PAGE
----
Before we delve into the world of summer rolls, I have some news! Last week I officially became a registered dietitian nutritionist otherwise known as an RDN. It took many years of school, a year-long internship, and a big test but now I can finally call myself Stephanie Lang, MS, RDN. And gee, it feels good. I look forward to using my degree and credential to help people make good, delicious, healthy food choices.
And now…back to summer rolls.
On a recent visit to Ithaca, New York, I ate Vietnamese summer rolls at the Ithaca Farmers’ Market and have not stopped thinking about them since. Weeks later, those delicious summer rolls were still on my mind and I thought, how hard could it be to make these at home?
Turns out, not that hard at all. Summer rolls are great because they do not require any cooking and you can fill them with all of your favorite colorful vegetables. The best part? The sweet and tangy peanut sauce for dipping.
I pressed some of the liquid out of a block of tofu, cut the tofu into thick matchsticks, and rolled each matchstick in toasted sesame seeds.
This was my first time working with rice paper. To make the rice paper pliable for rolling, you have to dip each round of paper into a bowl of water for about 30 seconds to soften it. It helps to have a bowl of water and a damp towel so you can dip and assemble quickly. You should be able to feel the rice paper soften and you will know it is ready to roll. It might take you one or two tries, or you might get a paper or two with a tear, but overall I found the rice paper pretty forgiving.
After assembling the summer rolls, the rice paper dries off and becomes slightly sticky, but oh so delicious.
Make a batch of summer rolls and pack them up for an exciting and healthy weekday lunch.
The directions below may seem long and daunting, but fear not. Just chop and slice your favorite veggies and herbs, roll some raw tofu in sesame seeds, and wrap it all up. The sauce is just a matter of whisking.
Sesame Tofu Summer Rolls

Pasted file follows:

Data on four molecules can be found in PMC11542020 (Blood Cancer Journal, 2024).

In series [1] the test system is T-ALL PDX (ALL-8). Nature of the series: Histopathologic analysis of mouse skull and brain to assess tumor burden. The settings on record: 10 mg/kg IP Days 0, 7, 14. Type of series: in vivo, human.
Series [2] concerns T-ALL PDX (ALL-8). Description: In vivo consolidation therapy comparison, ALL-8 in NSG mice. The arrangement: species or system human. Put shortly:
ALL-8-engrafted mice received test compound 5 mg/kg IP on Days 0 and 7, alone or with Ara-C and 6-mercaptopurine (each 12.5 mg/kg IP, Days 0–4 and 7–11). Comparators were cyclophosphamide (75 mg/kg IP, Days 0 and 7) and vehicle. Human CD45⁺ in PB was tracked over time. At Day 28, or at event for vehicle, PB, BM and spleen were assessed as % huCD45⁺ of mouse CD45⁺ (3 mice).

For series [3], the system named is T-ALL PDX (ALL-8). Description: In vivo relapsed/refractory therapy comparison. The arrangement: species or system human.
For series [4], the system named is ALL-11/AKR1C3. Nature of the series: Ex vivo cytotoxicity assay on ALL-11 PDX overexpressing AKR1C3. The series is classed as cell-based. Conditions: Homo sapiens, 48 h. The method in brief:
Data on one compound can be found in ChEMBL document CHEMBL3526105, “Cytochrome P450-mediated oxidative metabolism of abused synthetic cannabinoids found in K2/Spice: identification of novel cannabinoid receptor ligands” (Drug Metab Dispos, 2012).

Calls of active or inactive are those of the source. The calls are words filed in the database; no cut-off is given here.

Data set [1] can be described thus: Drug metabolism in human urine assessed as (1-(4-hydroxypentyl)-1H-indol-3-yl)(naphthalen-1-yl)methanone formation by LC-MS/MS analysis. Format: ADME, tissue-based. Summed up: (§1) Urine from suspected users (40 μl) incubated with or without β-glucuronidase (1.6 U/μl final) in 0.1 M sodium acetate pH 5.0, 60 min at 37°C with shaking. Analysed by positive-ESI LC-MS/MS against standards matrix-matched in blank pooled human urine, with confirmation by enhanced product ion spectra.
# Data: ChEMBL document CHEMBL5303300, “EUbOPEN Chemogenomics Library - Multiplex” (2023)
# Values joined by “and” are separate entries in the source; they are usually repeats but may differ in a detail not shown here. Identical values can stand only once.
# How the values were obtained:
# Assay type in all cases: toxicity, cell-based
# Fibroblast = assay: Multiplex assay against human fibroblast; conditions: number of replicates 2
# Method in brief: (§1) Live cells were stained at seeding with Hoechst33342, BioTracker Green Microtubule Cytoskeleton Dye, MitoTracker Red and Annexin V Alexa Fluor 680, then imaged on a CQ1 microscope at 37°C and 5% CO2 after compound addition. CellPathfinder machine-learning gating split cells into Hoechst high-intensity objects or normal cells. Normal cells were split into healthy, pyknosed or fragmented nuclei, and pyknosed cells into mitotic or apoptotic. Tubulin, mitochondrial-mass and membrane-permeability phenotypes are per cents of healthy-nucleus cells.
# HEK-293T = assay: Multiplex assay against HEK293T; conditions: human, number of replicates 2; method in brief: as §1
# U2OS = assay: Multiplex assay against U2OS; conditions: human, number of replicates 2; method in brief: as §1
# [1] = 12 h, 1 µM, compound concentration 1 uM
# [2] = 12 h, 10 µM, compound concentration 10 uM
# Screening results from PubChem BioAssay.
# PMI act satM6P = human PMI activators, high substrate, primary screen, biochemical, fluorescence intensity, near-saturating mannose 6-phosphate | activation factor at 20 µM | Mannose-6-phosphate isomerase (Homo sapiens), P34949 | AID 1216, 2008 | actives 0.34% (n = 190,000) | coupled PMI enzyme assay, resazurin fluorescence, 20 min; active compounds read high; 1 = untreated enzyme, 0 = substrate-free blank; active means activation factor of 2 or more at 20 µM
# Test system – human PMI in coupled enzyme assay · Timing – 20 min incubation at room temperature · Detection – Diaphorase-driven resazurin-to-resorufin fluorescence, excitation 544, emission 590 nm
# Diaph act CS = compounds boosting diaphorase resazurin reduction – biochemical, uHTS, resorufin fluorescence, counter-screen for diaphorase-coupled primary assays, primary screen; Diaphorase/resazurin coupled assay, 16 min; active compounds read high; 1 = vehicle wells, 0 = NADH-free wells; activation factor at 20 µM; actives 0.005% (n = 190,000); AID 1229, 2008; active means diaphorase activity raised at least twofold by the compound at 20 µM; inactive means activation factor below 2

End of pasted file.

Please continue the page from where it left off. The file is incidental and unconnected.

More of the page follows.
inspired by The Sprouted Kitchen Cookbook
makes 8 rolls
For the filling:
1 block firm or extra-firm tofu
1/4 cup toasted sesame seeds
1/2 cup each of 3 different kinds of sliced vegetables — I used sliced bell pepper, romaine lettuce, purple cabbage (other ideas: carrots, cucumber, kale, roasted sweet potato wedges, jicama, mango…)
1 green onion, chopped
2 tablespoons chopped fresh herbs — I used a mix of basil and mint
For the sauce:
1/3 cup peanut butter or other nut or seed butter
3 tablespoons Bragg’s liquid aminos or soy sauce
1/2 teaspoon sesame oil
1/4 tsp ground ginger
2 tablespoons honey or agave
2 tablespoons rice vinegar
1/2-1 teaspoon chile garlic sauce or sriracha
8 brown rice spring roll wrappers
To prepare the filling: Press the tofu by wrapping in two paper towels and placing a saucepan or plate on top with something heavy inside like a large can of tomatoes. Let the tofu sit for at least 10 minutes and gently squeeze as much liquid out as possible. Unwrap the tofu and slice into long matchstick strips.
Place the toasted sesame seeds in a shallow bowl or plate. Roll each strip of tofu in the sesame seeds, coating all sides.
Slice the vegetables into long strips or stems. Chop the green onion and the herbs.
To prepare the sauce: Whisk all ingredients together in a medium bowl or shake in a jar. Taste and adjust seasonings as needed.
To assemble: Preapre a bowl of room temperature or slightly warm water and lay a slightly damp kitchen towel on the counter. Working with one rice wrapper at a time, soak the wrapper in the water for about 30 seconds to soften it. Lay it on the dish towel. Lay about two matchsticks of tofu and a small amount of each kind of vegetable, green onion, and a big pinch of the chopped herbs. Fold in both the top and bottom of the wrapper toward the center, roll the right flap all over the filling, and roll it up like a burrito until it sticks to the other side. Repeat with remaining wrappers and filling.
Placed finished rolls on a damp paper towel until ready to serve. Serve whole or sliced in half with the peanut sauce.